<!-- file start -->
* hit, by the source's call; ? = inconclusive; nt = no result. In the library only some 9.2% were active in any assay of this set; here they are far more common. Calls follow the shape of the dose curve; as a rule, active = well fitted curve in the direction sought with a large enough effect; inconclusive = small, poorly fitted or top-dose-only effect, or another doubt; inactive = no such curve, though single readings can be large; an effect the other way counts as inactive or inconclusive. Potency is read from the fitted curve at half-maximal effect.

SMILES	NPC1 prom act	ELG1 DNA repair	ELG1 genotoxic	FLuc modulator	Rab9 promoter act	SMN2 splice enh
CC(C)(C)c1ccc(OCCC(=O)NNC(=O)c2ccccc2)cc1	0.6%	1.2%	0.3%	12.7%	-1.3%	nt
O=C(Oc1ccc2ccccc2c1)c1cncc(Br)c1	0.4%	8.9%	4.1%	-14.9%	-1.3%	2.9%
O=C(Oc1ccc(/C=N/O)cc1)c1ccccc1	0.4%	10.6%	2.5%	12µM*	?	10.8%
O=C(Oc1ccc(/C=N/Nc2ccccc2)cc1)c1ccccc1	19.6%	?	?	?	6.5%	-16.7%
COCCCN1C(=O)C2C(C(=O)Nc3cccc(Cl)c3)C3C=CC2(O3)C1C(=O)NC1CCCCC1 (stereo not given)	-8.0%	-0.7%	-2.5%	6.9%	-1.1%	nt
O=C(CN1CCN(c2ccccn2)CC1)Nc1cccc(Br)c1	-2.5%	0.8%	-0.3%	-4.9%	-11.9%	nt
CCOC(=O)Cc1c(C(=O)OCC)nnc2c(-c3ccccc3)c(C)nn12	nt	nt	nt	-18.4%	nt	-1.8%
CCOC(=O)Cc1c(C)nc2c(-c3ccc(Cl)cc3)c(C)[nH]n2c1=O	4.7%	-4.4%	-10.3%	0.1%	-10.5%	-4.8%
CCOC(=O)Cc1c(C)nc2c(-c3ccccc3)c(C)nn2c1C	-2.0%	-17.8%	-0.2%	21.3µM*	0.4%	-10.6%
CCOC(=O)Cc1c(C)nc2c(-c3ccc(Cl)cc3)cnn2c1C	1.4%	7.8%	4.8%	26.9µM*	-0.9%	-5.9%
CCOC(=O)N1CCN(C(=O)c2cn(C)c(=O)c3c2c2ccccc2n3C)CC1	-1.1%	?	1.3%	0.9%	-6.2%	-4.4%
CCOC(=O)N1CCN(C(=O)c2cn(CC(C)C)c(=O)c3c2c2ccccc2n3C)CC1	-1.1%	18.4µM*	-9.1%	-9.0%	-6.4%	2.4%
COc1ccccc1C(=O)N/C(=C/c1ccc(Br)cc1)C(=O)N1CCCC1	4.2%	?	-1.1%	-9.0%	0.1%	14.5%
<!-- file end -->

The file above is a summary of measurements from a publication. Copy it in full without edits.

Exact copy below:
* hit, by the source's call; ? = inconclusive; nt = no result. In the library only some 9.2% were active in any assay of this set; here they are far more common. Calls follow the shape of the dose curve; as a rule, active = well fitted curve in the direction sought with a large enough effect; inconclusive = small, poorly fitted or top-dose-only effect, or another doubt; inactive = no such curve, though single readings can be large; an effect the other way counts as inactive or inconclusive. Potency is read from the fitted curve at half-maximal effect.

SMILES	NPC1 prom act	ELG1 DNA repair	ELG1 genotoxic	FLuc modulator	Rab9 promoter act	SMN2 splice enh
CC(C)(C)c1ccc(OCCC(=O)NNC(=O)c2ccccc2)cc1	0.6%	1.2%	0.3%	12.7%	-1.3%	nt
O=C(Oc1ccc2ccccc2c1)c1cncc(Br)c1	0.4%	8.9%	4.1%	-14.9%	-1.3%	2.9%
O=C(Oc1ccc(/C=N/O)cc1)c1ccccc1	0.4%	10.6%	2.5%	12µM*	?	10.8%
O=C(Oc1ccc(/C=N/Nc2ccccc2)cc1)c1ccccc1	19.6%	?	?	?	6.5%	-16.7%
COCCCN1C(=O)C2C(C(=O)Nc3cccc(Cl)c3)C3C=CC2(O3)C1C(=O)NC1CCCCC1 (stereo not given)	-8.0%	-0.7%	-2.5%	6.9%	-1.1%	nt
O=C(CN1CCN(c2ccccn2)CC1)Nc1cccc(Br)c1	-2.5%	0.8%	-0.3%	-4.9%	-11.9%	nt
CCOC(=O)Cc1c(C(=O)OCC)nnc2c(-c3ccccc3)c(C)nn12	nt	nt	nt	-18.4%	nt	-1.8%
CCOC(=O)Cc1c(C)nc2c(-c3ccc(Cl)cc3)c(C)[nH]n2c1=O	4.7%	-4.4%	-10.3%	0.1%	-10.5%	-4.8%
CCOC(=O)Cc1c(C)nc2c(-c3ccccc3)c(C)nn2c1C	-2.0%	-17.8%	-0.2%	21.3µM*	0.4%	-10.6%
CCOC(=O)Cc1c(C)nc2c(-c3ccc(Cl)cc3)cnn2c1C	1.4%	7.8%	4.8%	26.9µM*	-0.9%	-5.9%
CCOC(=O)N1CCN(C(=O)c2cn(C)c(=O)c3c2c2ccccc2n3C)CC1	-1.1%	?	1.3%	0.9%	-6.2%	-4.4%
CCOC(=O)N1CCN(C(=O)c2cn(CC(C)C)c(=O)c3c2c2ccccc2n3C)CC1	-1.1%	18.4µM*	-9.1%	-9.0%	-6.4%	2.4%
COc1ccccc1C(=O)N/C(=C/c1ccc(Br)cc1)C(=O)N1CCCC1	4.2%	?	-1.1%	-9.0%	0.1%	14.5%